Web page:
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The Globe and Mail

Damage from latest N.B. storm in the millions

Chuck Hunziker inspects the stern of his friend Tam Flemming's 45-foot schooner in Barrachois, N.S. on Wednesday, Dec. 22, 2010. Both the schooner and the fishing boat floated off their cradles after a storm surge hit the marina. The third Atlantic storm in a month crashed through seawalls, flooded wharfs and damaged homes along the east coast.

Andrew Vaughan/The Canadian Press/Andrew Vaughan/The Canadian Press

Cleanup began along New Brunswick's storm-ravaged east coast Thursday, with early damage estimates already climbing into the millions of dollars.

As floodwaters retreated, they revealed destroyed wharfs, crumbled sea walls, flooded basements and some damaged coastal roads that could remain closed until spring.

In hard-hit Shediac, the high winds and storm surge destroyed a large marina, washed away dunes at nearby Parlee beach and forced about 40 mobile-home owners to move their trailers from a flood-prone park.

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"Everyone's trying to get into the festive mood but right now Santa's in second place," said Mayor Raymond Cormier after surveying the damage. "Our fire department and pumps have been quite active over the past two days helping people get water out of their basements."

Further up the coast in Rexton, a number of homes were flooded but there was no discernible damage to roads or bridges. Mayor David Hanson said most residents were trying to keep some humour as Christmas approaches, but they were beginning to find the string of damaging storms worrisome.

"I live up the river a couple of houses away from the bridge and it's the first time I've seen waves coming into my backyard," Mr. Hanson said.

Emergency-measures officials urged people with damage from the storm surge to contact Service New Brunswick offices to file disaster relief claims.

The storm surge, the third major storm to hit the province in as many weeks, follows flood damage caused by heavy rains along the St. John River and the St. Stephen area earlier this month.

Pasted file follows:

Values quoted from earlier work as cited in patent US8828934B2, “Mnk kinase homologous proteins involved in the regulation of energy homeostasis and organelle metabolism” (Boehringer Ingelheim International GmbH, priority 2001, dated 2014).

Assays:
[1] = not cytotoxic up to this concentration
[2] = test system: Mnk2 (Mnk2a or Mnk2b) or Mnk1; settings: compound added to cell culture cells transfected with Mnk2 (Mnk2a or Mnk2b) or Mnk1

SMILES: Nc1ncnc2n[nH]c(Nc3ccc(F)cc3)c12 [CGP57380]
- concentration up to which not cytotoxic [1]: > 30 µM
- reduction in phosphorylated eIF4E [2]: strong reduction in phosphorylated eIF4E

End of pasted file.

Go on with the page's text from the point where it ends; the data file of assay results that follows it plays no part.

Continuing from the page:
In Prince Edward Island, the storm led to several bridge and beach closures, and there was also road damage in Cape Breton.

Although Environment Canada has ended its weather warnings for most of Atlantic Canada, the effects of wind and rain are expected to be felt for another day or so.

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Health-and-safety inspection teams fanned out in stricken areas of New Brunswick to determine the level of property damage and, mindful of the holidays, get people back into their homes as quickly as possible. By early Thursday, about 700 reports of property damage had been filed.

Ernie MacGillivray, New Brunswick's director of emergency services, said the latest system hit the eastern coast of the province hard. The breakwater and Fishermen's Co-op building in Baie Ste. Anne were destroyed, and large sand dunes at an ecology park were washed away.

"We actually had one instance where there was armour stone, these are 10-tonne blocks, picked up by the waves and carried across the road, and the shoulder of the road is now the beach," he said.

Mr. MacGillivray said immediate needs for shelter and access have been addressed, but the real infrastructure repair work lies ahead. "We've made emergency repairs and that's all about enabling safe access. There will have to be a very major undertaking in the spring to bring some roads up to spec."

He said most people who have been displaced by the storm were staying with friends and relatives, but about 30 have been put up in hotels. "In cases where it's not safe for people to be there we are providing temporary accommodation, and for some, they'll be out of their home for the winter because you can't fix it in the winter."

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